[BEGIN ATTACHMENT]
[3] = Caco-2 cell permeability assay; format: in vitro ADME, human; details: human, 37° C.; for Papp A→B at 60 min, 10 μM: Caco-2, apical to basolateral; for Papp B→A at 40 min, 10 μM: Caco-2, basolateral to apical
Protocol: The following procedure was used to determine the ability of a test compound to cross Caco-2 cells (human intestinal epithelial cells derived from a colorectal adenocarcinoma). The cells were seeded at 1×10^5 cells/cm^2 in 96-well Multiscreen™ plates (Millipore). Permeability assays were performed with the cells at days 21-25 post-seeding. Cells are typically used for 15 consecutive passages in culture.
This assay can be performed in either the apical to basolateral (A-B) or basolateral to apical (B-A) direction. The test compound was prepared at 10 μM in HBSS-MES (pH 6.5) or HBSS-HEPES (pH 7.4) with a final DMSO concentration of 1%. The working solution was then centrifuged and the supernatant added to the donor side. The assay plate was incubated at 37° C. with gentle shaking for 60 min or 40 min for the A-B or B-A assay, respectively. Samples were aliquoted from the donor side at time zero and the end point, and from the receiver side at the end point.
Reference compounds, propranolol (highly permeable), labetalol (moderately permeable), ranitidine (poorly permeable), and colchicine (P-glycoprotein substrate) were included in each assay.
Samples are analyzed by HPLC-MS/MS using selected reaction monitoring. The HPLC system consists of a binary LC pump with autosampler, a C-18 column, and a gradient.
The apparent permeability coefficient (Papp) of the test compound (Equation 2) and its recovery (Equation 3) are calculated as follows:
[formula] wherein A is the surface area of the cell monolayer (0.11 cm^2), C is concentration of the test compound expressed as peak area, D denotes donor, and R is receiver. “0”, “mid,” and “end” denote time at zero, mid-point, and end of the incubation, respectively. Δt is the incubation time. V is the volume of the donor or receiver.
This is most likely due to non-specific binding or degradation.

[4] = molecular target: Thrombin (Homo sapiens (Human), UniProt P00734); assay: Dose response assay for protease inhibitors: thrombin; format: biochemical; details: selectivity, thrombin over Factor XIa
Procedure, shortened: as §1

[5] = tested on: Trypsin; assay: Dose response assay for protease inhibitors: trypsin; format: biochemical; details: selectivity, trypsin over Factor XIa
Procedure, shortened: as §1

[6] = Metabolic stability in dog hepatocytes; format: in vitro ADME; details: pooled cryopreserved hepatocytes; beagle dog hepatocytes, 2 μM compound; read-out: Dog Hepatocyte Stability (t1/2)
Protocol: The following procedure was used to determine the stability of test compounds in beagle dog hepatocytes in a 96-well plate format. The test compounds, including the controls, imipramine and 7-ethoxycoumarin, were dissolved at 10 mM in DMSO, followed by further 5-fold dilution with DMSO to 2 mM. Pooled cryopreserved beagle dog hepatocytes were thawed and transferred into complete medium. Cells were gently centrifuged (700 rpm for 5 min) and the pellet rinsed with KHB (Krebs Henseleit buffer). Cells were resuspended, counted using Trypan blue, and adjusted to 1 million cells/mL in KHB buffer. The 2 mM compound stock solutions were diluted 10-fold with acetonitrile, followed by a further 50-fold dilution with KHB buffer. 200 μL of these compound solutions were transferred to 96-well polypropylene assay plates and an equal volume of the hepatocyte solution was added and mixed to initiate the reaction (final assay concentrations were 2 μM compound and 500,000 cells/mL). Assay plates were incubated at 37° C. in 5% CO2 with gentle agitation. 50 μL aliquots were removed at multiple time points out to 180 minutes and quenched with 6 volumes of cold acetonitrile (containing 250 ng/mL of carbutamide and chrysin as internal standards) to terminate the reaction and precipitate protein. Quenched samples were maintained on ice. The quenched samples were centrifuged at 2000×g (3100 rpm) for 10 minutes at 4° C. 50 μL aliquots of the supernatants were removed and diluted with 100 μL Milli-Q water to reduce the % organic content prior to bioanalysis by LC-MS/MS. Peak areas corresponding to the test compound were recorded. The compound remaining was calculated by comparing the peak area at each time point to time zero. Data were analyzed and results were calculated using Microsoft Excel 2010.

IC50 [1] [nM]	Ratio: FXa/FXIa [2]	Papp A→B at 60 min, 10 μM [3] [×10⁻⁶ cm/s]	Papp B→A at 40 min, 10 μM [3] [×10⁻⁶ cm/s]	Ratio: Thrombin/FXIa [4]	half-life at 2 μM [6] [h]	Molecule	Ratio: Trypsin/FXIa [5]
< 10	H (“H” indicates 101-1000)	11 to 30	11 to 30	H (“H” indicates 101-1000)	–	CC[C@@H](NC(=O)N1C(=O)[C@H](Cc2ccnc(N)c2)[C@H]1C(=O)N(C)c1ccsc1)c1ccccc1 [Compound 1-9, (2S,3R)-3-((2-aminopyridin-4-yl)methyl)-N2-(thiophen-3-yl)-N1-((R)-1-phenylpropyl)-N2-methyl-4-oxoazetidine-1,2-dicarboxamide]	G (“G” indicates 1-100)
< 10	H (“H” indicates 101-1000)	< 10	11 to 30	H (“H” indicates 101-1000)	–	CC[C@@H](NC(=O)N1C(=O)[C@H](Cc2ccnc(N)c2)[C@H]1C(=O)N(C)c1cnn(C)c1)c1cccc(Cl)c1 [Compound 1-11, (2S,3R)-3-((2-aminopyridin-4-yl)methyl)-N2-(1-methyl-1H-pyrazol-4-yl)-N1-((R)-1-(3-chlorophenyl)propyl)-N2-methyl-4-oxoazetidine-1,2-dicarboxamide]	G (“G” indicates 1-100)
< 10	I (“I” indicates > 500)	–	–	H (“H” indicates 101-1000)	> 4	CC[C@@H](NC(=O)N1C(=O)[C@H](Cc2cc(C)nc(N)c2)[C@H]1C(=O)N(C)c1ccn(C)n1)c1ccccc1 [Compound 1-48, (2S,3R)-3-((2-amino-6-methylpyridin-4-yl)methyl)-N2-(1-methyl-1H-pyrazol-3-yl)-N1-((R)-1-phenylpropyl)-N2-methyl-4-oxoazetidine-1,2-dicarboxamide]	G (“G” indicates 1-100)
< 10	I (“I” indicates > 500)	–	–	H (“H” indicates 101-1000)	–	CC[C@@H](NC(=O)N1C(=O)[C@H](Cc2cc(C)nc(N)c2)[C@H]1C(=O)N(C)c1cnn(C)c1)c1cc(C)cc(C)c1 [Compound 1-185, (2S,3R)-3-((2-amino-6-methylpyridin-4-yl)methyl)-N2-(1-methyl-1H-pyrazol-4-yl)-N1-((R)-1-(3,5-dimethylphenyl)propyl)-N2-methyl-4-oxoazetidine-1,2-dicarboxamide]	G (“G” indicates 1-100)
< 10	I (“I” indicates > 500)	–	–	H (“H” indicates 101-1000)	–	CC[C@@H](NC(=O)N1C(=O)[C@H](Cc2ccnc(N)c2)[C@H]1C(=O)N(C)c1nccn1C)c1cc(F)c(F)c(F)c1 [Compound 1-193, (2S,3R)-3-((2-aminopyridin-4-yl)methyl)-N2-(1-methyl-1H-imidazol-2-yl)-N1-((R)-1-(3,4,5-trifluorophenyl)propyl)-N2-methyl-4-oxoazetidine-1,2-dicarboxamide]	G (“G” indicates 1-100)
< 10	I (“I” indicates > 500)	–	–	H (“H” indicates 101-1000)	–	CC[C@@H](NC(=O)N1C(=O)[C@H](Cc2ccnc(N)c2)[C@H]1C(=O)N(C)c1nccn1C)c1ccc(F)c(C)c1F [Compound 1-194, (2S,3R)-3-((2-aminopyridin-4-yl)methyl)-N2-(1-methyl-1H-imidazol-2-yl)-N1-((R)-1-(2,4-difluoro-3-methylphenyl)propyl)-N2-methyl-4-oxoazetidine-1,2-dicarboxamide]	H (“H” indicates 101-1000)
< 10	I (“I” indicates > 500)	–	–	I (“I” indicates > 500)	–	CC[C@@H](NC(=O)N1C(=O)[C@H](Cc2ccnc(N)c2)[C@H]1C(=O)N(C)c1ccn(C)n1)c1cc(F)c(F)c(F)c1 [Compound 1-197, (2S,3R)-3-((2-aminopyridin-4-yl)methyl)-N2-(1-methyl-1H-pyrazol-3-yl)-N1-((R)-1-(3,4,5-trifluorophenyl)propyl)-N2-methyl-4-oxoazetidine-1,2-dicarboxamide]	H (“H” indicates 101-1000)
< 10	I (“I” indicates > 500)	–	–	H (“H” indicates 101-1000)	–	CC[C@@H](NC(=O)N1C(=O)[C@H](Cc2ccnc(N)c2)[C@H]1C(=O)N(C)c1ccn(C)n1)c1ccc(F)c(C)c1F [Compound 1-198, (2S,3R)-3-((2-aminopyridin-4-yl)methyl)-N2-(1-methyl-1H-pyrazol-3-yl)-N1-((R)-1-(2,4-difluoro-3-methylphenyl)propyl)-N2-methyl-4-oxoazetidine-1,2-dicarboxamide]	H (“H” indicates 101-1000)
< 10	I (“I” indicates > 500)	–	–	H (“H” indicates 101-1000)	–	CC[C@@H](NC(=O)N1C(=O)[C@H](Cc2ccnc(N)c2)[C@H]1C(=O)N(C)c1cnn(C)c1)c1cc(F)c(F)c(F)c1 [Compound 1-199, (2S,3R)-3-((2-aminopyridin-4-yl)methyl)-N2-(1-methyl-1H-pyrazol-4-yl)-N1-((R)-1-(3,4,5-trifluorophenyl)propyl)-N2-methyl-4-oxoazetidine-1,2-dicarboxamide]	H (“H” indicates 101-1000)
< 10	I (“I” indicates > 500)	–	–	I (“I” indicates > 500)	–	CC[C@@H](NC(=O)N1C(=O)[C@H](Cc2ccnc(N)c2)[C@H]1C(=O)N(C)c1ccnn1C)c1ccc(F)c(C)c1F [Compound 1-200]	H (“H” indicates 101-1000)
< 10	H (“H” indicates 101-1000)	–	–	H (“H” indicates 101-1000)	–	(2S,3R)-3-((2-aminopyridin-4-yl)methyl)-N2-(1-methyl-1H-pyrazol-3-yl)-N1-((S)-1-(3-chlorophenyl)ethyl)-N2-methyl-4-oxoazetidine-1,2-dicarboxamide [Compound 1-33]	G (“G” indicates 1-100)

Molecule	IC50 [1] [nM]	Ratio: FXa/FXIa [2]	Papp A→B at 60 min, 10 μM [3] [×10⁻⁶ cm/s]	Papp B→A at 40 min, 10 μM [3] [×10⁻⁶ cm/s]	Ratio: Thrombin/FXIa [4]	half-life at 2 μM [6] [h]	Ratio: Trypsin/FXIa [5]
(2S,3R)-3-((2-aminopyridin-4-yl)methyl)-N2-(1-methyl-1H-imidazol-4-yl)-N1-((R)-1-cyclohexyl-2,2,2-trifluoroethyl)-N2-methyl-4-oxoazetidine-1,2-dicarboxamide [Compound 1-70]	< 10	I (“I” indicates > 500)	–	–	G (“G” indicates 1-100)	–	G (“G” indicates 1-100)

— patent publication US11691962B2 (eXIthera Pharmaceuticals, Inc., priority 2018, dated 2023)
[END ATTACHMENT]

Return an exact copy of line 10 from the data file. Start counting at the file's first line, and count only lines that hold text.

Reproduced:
Procedure, shortened: as §1